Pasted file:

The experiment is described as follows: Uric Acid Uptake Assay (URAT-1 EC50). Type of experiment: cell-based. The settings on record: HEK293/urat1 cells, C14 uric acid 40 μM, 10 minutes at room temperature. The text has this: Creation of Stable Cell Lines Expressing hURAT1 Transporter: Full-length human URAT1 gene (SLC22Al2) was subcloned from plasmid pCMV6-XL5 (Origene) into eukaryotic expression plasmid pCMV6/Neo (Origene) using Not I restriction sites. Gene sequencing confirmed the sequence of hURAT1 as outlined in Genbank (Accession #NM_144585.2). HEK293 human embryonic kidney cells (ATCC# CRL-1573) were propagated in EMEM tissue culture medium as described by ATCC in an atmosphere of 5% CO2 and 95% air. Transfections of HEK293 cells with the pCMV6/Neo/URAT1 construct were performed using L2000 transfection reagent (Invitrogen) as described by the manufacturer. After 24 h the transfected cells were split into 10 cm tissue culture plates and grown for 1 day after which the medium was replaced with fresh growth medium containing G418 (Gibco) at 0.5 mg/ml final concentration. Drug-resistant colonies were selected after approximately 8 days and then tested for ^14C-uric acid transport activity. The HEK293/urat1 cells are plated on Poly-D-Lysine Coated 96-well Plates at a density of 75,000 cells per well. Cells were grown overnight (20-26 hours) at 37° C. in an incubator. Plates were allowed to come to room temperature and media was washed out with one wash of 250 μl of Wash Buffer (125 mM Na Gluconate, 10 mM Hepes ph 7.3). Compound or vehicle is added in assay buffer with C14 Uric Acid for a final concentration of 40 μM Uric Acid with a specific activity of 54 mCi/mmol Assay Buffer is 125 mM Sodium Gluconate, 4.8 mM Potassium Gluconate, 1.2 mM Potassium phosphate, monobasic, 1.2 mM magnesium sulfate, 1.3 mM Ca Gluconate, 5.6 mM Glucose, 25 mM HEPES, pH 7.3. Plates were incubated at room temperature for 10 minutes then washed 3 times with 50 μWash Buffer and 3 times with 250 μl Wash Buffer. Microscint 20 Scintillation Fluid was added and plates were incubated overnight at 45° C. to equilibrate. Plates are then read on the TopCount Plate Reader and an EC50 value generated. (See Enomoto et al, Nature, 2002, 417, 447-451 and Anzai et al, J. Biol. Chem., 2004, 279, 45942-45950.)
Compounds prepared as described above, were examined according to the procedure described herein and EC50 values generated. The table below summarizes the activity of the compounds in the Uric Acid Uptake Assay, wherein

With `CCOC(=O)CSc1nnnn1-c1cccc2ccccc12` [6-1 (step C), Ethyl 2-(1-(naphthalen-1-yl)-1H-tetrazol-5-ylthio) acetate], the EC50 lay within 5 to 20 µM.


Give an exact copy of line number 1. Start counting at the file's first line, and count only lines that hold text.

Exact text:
The experiment is described as follows: Uric Acid Uptake Assay (URAT-1 EC50). Type of experiment: cell-based. The settings on record: HEK293/urat1 cells, C14 uric acid 40 μM, 10 minutes at room temperature. The text has this: Creation of Stable Cell Lines Expressing hURAT1 Transporter: Full-length human URAT1 gene (SLC22Al2) was subcloned from plasmid pCMV6-XL5 (Origene) into eukaryotic expression plasmid pCMV6/Neo (Origene) using Not I restriction sites. Gene sequencing confirmed the sequence of hURAT1 as outlined in Genbank (Accession #NM_144585.2). HEK293 human embryonic kidney cells (ATCC# CRL-1573) were propagated in EMEM tissue culture medium as described by ATCC in an atmosphere of 5% CO2 and 95% air. Transfections of HEK293 cells with the pCMV6/Neo/URAT1 construct were performed using L2000 transfection reagent (Invitrogen) as described by the manufacturer. After 24 h the transfected cells were split into 10 cm tissue culture plates and grown for 1 day after which the medium was replaced with fresh growth medium containing G418 (Gibco) at 0.5 mg/ml final concentration. Drug-resistant colonies were selected after approximately 8 days and then tested for ^14C-uric acid transport activity. The HEK293/urat1 cells are plated on Poly-D-Lysine Coated 96-well Plates at a density of 75,000 cells per well. Cells were grown overnight (20-26 hours) at 37° C. in an incubator. Plates were allowed to come to room temperature and media was washed out with one wash of 250 μl of Wash Buffer (125 mM Na Gluconate, 10 mM Hepes ph 7.3). Compound or vehicle is added in assay buffer with C14 Uric Acid for a final concentration of 40 μM Uric Acid with a specific activity of 54 mCi/mmol Assay Buffer is 125 mM Sodium Gluconate, 4.8 mM Potassium Gluconate, 1.2 mM Potassium phosphate, monobasic, 1.2 mM magnesium sulfate, 1.3 mM Ca Gluconate, 5.6 mM Glucose, 25 mM HEPES, pH 7.3. Plates were incubated at room temperature for 10 minutes then washed 3 times with 50 μWash Buffer and 3 times with 250 μl Wash Buffer. Microscint 20 Scintillation Fluid was added and plates were incubated overnight at 45° C. to equilibrate. Plates are then read on the TopCount Plate Reader and an EC50 value generated. (See Enomoto et al, Nature, 2002, 417, 447-451 and Anzai et al, J. Biol. Chem., 2004, 279, 45942-45950.)